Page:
Dealing with this submission this court on a reading of Section 342 pointed out that the privilege of making a statement under that section is personal to the accused and the requirement cannot be satisfied by examining his pleader in his place. The right of the pleader to represent the accused does not extend to the pleader answering questions under section 342 in place of the accused person. The submission that such a view will cause inconvenience and harassment to the accused was also repelled in the following words:

"We are not impressed with the argument that an accused person will suffer inconvenience and harassment if the Court cannot dispense with his attendance for purposes of section 342. The examination under the section becomes necessary when at the close of the prosecution evidence the magistrate finds that there are incriminating circumstances requiring an explanation by the accused." 474 Proceeding further this Court observed as under "There are exceptional cases when an examination of the accused personally under section 342 is not necessary or possible. Where the accused is a company or other juridical person it cannot be examined personally. It may be that the Court may then examine a director or some other agent on its behalf." It is another matter that in that case this Court did not interfere with the conviction and sentence on the ground that the non-examination of the accused had not caused any prejudice and in the absence of material showing prejudice the conviction and sentence could be sustained by virtue of old section 537 (section 465 of the new Code).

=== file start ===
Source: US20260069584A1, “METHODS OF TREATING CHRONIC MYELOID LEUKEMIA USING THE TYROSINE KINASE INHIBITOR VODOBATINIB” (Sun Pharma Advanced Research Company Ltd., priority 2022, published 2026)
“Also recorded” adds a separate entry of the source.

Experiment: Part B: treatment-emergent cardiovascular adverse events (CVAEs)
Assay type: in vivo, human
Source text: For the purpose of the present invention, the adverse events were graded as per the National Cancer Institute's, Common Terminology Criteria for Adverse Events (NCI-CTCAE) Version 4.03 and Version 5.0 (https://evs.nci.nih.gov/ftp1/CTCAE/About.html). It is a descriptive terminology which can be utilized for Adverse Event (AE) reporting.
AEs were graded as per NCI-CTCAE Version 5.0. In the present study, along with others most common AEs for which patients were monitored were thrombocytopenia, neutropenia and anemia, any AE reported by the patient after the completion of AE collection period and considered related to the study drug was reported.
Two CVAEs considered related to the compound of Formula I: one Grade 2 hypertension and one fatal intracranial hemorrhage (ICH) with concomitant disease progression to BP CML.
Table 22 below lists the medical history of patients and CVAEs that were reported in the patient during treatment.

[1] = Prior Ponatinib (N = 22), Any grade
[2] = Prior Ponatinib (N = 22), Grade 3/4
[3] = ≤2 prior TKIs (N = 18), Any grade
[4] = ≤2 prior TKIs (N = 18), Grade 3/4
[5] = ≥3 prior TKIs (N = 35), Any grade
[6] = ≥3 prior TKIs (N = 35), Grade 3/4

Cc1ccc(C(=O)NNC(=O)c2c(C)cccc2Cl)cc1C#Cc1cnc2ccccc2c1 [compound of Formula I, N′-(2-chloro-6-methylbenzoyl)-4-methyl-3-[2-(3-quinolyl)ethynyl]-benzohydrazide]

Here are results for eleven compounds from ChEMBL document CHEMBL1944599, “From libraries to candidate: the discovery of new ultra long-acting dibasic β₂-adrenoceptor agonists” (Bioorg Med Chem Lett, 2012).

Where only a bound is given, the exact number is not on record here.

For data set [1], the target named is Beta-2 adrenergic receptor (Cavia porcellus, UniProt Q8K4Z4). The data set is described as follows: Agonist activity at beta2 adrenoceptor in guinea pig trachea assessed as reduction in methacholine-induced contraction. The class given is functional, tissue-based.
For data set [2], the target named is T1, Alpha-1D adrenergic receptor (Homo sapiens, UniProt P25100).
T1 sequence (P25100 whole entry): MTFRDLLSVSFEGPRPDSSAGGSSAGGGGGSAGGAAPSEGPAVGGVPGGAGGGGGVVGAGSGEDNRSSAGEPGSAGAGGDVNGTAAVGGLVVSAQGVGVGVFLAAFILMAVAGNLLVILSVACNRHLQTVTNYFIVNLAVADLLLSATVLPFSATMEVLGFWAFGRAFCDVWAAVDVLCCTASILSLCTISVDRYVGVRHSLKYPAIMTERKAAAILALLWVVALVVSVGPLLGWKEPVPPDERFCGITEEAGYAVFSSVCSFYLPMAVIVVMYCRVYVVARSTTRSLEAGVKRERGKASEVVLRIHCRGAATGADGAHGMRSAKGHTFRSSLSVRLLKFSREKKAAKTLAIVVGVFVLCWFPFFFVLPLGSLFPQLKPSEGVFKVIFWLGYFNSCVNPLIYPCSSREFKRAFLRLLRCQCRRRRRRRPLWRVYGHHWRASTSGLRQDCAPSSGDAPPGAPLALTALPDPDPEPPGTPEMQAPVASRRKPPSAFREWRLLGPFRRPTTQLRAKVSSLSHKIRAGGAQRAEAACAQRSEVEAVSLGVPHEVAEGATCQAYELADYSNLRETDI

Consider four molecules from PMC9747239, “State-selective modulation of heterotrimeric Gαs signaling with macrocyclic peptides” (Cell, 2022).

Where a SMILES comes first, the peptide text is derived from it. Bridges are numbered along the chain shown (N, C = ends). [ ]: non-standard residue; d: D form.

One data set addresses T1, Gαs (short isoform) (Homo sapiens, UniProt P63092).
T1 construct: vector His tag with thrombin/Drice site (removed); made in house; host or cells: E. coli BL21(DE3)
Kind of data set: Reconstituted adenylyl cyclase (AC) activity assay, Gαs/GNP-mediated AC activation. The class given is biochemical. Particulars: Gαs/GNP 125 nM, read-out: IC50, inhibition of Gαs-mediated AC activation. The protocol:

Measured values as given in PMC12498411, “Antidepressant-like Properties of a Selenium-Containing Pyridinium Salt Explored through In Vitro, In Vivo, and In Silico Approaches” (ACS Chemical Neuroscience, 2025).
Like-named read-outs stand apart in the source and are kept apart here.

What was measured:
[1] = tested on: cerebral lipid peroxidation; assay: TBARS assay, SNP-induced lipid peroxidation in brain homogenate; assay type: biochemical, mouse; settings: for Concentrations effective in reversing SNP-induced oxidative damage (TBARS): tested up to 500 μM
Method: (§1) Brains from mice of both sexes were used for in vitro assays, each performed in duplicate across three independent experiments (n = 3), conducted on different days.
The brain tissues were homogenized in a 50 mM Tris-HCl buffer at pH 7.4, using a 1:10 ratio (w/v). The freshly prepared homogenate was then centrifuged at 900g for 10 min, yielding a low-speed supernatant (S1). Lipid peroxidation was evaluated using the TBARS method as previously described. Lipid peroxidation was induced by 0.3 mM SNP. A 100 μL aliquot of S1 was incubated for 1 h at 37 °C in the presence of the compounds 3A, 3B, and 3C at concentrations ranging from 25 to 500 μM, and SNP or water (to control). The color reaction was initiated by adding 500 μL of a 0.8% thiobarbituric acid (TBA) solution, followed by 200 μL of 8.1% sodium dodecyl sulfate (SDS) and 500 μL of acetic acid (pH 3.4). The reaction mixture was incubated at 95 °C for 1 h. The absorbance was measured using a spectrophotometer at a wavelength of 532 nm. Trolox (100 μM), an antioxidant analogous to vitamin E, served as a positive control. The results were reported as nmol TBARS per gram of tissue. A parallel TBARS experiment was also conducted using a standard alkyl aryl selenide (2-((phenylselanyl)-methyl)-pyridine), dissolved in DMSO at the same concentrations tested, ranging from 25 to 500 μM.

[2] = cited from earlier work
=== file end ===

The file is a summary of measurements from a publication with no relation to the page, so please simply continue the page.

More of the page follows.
In the result the order impugned in the present appeal/writ petition of the learned Magistrate cannot be allowed to stand, more so in the instant case for the reason that the accused may raise the plea of violation of the due process clause if the order is sought to be executed in the foreign court. We, therefore, set aside the order of the learned Magistrate and direct him to pass appropriate orders in the light of this judgment in regard to the examination of the accused under section 313(1) (b) of the Code. As the prosecution is pending since long, the learned Magistrate will take it up immediately, SPS. Appeal disposed of.